Welfare state reforms in the last decades were substantially informed by neoliberal ideas. On the basis of such ideas, welfare states supported the marketization of social security and social services, the outsourcing of tasks to for-profit providers and the construction of social citizens as “consumers” who purchase social security and social services on welfare markets. These welfare state reforms have in general contributed to an increase in social inequality, social cleavages and social conflicts in many European countries. Contemporary, though, in some policy fields and measures also other ideas where further developed and partly implemented, such as in family policies and care policies, on the basis of which the role of public support and social rights has been strengthened. In the aftermath of the neoliberal austerity period, current welfare state policies are reacting to the various classical and emerging social problems and they are trying to find solutions on the basis of old and new political concepts and ideas beyond the neoliberal paradigm.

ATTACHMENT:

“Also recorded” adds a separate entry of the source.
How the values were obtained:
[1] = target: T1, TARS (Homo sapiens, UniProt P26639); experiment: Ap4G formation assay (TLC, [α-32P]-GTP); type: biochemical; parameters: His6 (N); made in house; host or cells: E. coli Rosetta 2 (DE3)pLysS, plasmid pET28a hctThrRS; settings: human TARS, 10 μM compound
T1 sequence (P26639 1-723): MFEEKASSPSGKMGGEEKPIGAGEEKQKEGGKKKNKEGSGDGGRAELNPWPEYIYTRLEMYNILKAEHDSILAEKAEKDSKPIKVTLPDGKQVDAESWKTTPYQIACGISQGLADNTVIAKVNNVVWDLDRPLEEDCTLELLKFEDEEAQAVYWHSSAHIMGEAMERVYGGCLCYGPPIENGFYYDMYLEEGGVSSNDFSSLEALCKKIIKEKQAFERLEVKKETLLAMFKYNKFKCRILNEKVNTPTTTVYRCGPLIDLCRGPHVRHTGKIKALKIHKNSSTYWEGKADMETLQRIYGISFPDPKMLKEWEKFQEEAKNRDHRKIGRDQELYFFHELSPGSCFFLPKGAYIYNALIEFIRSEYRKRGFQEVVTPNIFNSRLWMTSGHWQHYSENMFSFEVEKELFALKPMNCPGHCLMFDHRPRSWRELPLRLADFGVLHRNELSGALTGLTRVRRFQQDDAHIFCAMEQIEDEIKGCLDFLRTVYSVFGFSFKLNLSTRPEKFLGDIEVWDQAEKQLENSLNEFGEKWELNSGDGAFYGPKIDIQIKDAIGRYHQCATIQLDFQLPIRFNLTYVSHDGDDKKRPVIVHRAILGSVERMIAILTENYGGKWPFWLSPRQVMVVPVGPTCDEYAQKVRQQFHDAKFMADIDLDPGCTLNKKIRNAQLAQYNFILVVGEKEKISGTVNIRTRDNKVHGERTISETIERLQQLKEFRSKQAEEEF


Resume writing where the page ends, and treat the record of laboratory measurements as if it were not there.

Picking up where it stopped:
We suggest a stream in which we analyse such concepts and ideas in the policies of contemporary welfare states, the political and public debates and struggles about these concepts, and what kind of welfare states are currently emerging. We also aim to discuss the theoretical approaches and typologies that can be used for cross-national comparative research in this field.
The main questions of this stream include:
- Which concepts and ideas beyond neoliberal ones have recently been developed or newly adopted in welfare states?
- In how far do they offer solutions to classical social problems and those that emerged from the neoliberal austerity policy?
- In how far are these concepts and ideas supported or contested among the political actors and in the population?
- What kind of welfare states are currently emerging?